Direct mail industry bodies and businesses have teamed up for a major initiative to record standardised audience data for the channel for the first time. The DMA, IPA, ISBA, Royal Mail and Whistl are among those who make up the board of the Joint Industry Committee for Mail (JICMail), which launched last night (18 January).
The organisation will measure the readership, reach and frequency of exposure for each piece of direct mail delivered in the UK, whether addressed or unaddressed. The second phase of the research, beginning in the summer, will also include data on share of voice, split by brand and category, according to JICMail chair and DMA Group CEO Chris Combemale.
The JICMail methodology, similar to that of BARB’s data on TV audiences, involves a nationally representative research sample of 1,000 people run by Kantar TNS, who photograph what comes through their letterbox and record their subsequent actions over four weeks.
Any objective audience measurement is overdue if it doesn’t already exist. The only one outstanding after mail will be independent verification of online audiences.
Chris Combemale, DMA
The data is intended to give brands and media agencies more information to assist in media planning, rather than only being able to judge mail’s effectiveness using retrospective measures such as the return on investment of a campaign. It may go some way to reversing direct mail’s loss of ground to other marketing channels, which have offered standardised audience data for some time.
Combemale believes the data could make a “huge difference” to the perception and evaluation of direct mail as a marketing channel.
The latest Bellwether data from the IPA and IHS Markit shows a net balance of 4.5% of marketers revising down budgets for direct marketing during the fourth quarter of 2017. However, a net 16.7% predict a budget increase in 2018.
“If you know that your particular audience in, say, a financial service or automotive category is reaching 1.2 people per household an average of 4.4 times – but historically you have evaluated one catalogue, mailing or brochure through the letterbox as one eyeball – then obviously your understanding of the value of the channel changes quite a bit,” Combemale tells Marketing Week. “There is no channel that is bought and sold on its circulation data; they’re bought and sold on their audience data.”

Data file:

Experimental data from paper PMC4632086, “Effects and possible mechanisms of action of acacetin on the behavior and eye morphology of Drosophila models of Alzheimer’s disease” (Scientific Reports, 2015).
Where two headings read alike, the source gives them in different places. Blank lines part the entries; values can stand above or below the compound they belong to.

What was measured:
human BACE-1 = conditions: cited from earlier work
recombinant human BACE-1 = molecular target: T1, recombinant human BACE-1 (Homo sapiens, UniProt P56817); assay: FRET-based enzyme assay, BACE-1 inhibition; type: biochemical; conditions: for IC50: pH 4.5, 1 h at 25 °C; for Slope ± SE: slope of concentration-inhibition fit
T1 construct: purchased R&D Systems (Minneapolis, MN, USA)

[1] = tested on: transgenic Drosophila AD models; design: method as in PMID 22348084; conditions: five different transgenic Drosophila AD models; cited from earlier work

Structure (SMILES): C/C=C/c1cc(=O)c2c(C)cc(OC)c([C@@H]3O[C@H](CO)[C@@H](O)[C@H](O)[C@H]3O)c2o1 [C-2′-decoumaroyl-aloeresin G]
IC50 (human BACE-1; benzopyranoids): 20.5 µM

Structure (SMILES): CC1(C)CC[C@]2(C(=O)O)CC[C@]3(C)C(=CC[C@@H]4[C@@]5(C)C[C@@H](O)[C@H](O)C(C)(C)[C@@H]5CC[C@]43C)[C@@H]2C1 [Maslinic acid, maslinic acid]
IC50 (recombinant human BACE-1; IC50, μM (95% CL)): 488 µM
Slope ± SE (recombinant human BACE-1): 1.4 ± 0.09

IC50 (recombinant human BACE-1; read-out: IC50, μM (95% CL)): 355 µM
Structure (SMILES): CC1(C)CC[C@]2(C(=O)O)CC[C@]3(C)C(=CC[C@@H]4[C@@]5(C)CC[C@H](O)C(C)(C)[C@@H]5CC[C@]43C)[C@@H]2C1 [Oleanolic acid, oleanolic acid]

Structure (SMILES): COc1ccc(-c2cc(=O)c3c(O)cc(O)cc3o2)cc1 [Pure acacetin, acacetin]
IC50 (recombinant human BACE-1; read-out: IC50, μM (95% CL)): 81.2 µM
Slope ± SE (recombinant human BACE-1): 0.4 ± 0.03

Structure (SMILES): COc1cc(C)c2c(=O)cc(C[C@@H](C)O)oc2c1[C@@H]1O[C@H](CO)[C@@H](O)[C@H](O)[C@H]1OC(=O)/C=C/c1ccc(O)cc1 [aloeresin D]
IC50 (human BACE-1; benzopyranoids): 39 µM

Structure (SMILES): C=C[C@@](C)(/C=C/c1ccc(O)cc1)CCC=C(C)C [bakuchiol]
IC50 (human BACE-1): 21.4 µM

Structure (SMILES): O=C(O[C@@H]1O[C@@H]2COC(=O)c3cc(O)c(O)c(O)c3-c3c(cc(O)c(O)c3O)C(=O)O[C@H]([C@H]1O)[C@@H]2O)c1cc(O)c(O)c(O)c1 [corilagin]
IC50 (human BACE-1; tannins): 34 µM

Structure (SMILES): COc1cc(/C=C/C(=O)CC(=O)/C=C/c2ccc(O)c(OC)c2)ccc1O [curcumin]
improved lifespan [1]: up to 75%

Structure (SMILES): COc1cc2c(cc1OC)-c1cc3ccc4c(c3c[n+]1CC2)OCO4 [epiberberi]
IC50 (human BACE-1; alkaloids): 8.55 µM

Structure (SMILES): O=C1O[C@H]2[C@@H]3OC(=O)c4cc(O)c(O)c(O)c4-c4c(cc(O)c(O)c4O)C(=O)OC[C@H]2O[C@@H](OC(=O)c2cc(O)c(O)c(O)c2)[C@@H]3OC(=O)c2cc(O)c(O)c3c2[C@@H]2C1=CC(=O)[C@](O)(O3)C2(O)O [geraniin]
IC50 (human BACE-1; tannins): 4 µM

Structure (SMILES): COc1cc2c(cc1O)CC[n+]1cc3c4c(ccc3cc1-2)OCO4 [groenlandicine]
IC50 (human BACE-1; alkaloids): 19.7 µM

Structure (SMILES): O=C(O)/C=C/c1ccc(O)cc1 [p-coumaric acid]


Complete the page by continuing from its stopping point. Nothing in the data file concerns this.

JICMail’s new data will be made available for free for the first six months, after which the body will introduce subscriptions for the quarterly reports. These have yet to be priced, but will be benchmarked against JIC data in other channels, according to Combemale. This means reports are likely to be “less expensive than BARB and more similar to outdoor, radio and so on”.
Every campaign will have a unique code, meaning it is technically possible to drill down to campaign-level data, although Combemale says the granularity of the data releases has not been determined yet.
But he adds: “All the methodologies have been put in place across the postal industry to track each mailing and what each household is getting, so then you’ll be able to know share of voice, which is available for all the other media channels as well, by brand and by category. So if you’re an automotive brand, you’ll be able to know what Volvo, Honda and everyone are doing and compare your share of voice to your share of market.”
JICMail has already been running its audience panel for six months, and accompanied its official launch with a report on the key insights from the research so far. Among them is the finding that 51% of all mail is read immediately with a further 19% followed up on later, while 21% of it prompts an action such as a purchase, website visit or store visit.
Combemale admits the launch of JICMail is overdue, but says historically it has been difficult to design a research methodology that meets the standard expected.
“Any objective audience measurement is overdue if it doesn’t already exist. The only one outstanding after mail will be independent verification of online audiences.”